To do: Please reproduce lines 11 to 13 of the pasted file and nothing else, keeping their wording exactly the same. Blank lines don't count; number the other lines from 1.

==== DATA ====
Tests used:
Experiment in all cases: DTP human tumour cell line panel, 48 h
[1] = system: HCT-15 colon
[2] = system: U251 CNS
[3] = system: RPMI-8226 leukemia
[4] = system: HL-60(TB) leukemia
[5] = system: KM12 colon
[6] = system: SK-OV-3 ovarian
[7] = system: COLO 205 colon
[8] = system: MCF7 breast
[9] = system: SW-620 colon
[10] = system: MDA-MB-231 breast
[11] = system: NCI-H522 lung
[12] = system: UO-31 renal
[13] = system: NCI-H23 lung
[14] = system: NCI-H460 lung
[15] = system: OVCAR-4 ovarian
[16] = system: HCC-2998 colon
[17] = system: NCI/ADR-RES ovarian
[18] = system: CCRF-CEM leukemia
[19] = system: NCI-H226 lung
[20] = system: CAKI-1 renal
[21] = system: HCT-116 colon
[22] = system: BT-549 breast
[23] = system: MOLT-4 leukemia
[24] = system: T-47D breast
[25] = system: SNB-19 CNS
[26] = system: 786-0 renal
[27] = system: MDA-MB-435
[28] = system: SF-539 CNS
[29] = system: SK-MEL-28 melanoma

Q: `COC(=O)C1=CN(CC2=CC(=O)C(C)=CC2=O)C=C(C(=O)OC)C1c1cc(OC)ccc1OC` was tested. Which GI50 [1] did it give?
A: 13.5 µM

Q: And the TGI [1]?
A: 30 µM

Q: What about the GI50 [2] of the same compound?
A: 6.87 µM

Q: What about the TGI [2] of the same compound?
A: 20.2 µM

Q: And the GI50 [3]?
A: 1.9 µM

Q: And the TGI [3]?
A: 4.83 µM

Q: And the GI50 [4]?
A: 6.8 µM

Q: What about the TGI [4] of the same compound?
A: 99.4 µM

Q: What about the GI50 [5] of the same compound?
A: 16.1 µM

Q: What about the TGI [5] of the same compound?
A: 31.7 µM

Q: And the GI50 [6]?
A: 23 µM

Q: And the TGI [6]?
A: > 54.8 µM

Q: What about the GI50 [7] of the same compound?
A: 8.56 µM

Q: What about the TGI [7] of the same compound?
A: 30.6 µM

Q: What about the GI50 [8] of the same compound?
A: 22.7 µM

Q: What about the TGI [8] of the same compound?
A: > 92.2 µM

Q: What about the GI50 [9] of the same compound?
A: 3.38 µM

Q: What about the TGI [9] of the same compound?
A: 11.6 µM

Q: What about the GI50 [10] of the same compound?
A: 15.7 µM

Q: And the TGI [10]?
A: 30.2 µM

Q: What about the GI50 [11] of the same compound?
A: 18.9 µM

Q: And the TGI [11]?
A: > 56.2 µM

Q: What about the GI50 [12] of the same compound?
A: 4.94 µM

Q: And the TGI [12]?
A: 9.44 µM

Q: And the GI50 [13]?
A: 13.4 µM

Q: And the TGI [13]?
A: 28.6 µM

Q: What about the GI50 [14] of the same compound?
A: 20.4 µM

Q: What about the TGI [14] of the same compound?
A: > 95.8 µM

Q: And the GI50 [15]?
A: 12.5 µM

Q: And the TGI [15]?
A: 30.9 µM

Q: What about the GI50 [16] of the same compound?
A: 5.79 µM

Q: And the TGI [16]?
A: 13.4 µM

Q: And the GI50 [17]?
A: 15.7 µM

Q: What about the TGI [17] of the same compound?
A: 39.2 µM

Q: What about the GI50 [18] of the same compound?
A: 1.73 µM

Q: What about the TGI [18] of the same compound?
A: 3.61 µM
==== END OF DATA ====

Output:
[9] = system: SW-620 colon
[10] = system: MDA-MB-231 breast
[11] = system: NCI-H522 lung